Republican Tom Cotton may have had more to say in his four commercial breaks during the televised Democratic Congressional run-off debate between Sen. Gene Jeffress and Q. Byrum Hurst.
The 30-minute debate took place on KARK-Channel 4 at noon on Monday, June 11.
Jeffress and Hurst will compete on Tuesday, June 12 for the nomination to face Cotton, the GOP nominee, in November for the Fourth District Congressional seat. Green Party nominee Joshua Drake and Libertarian candidate Bobby Tullis are also vying for the position that retiring Cong. Mike Ross (D) is leaving.
Hurst and Jeffress found little with which to disagree during the debate.
Hurst said he had “deep roots” in the district as a seventh generation resident of Garland County. He repeatedly emphasized that he would fight to protect Social Security and Medicare.
“It's a shame that a lot of peple have tried to use fear tactics related to Social Security,” Hurst said. “I'll fight til the last dog dies to protect Social Security for our people.”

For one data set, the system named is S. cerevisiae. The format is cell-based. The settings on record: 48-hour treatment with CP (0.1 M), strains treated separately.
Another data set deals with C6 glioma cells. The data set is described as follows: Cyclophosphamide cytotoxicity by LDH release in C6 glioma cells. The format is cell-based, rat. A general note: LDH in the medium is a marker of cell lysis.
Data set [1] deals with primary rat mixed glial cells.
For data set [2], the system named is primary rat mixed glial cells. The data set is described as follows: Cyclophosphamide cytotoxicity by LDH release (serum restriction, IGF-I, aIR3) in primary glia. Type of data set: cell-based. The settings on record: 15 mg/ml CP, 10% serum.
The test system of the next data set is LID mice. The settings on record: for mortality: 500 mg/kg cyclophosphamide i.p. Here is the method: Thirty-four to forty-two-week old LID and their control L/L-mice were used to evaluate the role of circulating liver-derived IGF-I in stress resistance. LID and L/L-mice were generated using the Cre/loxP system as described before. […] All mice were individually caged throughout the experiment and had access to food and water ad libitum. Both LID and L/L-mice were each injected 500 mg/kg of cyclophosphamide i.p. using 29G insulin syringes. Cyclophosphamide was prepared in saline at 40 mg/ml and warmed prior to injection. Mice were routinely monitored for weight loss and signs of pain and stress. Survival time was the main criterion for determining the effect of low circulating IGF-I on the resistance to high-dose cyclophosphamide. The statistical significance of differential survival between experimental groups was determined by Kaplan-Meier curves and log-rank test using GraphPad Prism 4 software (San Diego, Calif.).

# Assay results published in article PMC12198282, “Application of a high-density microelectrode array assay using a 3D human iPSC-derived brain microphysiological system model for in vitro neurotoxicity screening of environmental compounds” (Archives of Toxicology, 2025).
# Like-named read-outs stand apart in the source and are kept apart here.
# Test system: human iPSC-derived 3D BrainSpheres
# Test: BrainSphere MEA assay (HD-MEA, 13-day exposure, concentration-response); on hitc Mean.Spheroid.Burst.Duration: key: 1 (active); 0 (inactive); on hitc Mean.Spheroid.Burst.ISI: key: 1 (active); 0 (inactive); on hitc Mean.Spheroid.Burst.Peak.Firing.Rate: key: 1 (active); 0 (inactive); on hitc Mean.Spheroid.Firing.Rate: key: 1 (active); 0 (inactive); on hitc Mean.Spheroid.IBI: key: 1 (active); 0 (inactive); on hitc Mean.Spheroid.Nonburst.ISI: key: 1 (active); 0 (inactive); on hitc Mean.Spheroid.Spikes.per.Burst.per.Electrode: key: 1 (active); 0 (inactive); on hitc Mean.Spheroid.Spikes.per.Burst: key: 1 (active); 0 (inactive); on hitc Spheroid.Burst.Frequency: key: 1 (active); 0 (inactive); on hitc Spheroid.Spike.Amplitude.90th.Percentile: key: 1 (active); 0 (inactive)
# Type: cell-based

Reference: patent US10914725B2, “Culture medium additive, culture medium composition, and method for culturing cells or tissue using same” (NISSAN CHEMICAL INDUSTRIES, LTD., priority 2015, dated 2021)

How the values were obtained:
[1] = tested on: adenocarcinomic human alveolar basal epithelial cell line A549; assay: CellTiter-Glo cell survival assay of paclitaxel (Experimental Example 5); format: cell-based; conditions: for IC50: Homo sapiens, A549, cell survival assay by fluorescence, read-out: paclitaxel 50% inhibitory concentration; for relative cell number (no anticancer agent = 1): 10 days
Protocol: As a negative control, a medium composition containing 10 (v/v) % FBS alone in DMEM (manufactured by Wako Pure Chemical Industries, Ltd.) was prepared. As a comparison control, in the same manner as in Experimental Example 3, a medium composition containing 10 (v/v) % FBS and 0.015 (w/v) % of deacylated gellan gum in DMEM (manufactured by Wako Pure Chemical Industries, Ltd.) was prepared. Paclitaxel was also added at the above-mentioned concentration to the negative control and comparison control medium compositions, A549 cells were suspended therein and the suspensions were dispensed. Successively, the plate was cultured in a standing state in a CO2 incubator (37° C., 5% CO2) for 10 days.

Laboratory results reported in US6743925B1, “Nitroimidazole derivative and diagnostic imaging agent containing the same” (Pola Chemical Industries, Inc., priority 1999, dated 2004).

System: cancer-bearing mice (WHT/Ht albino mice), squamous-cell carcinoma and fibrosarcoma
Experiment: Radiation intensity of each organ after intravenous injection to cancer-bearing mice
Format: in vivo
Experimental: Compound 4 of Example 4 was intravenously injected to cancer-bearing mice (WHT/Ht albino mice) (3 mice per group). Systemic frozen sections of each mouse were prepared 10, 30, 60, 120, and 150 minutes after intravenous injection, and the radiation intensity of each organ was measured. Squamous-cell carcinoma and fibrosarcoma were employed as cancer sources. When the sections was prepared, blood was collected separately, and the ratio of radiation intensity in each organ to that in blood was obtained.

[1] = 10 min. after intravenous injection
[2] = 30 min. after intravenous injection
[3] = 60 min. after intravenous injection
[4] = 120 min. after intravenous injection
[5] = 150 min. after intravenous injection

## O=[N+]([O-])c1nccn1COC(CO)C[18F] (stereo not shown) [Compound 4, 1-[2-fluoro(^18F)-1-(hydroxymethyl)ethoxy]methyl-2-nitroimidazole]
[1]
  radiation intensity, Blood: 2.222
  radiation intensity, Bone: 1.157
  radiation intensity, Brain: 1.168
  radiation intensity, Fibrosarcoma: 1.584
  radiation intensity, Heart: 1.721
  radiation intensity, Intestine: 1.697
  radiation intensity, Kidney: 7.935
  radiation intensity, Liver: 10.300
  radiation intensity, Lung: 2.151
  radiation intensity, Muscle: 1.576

He advocated that high income earners – those making more than $110,600 annually – should not be capped from making
Social Security payments. He argued that removing the cap would help keep the safety net program more solvent.
Saying he loved his Social Security check that he receives, Jeffress also said the system needed to be guarded. He also played up his background in the legislature, his family values and his education experience, which includes being a “yellow” bus driver.
“I think we need some of them up there,” said Jeffress, who said he'd angle for a seat on the Education Committee. He also played up his hunting and fishing credentials, popular attributes for a south Arkansas candidate.
Both men talked about the need to create more jobs in the expansive Fourth District. Hurst railed on stimulus funds that were spent with multi-national companies and advocated for more small business investment, while Jeffress touted the need to tap into lignite and oil deposits in the region.
Jeffress added that his campaign has used symbolic duct tape to underscore how “broken” Washington, D.C. is by partisan politics.
“We're not about being ole sore-headed cats. We're about being Americans and we need to talk to each other,” he said.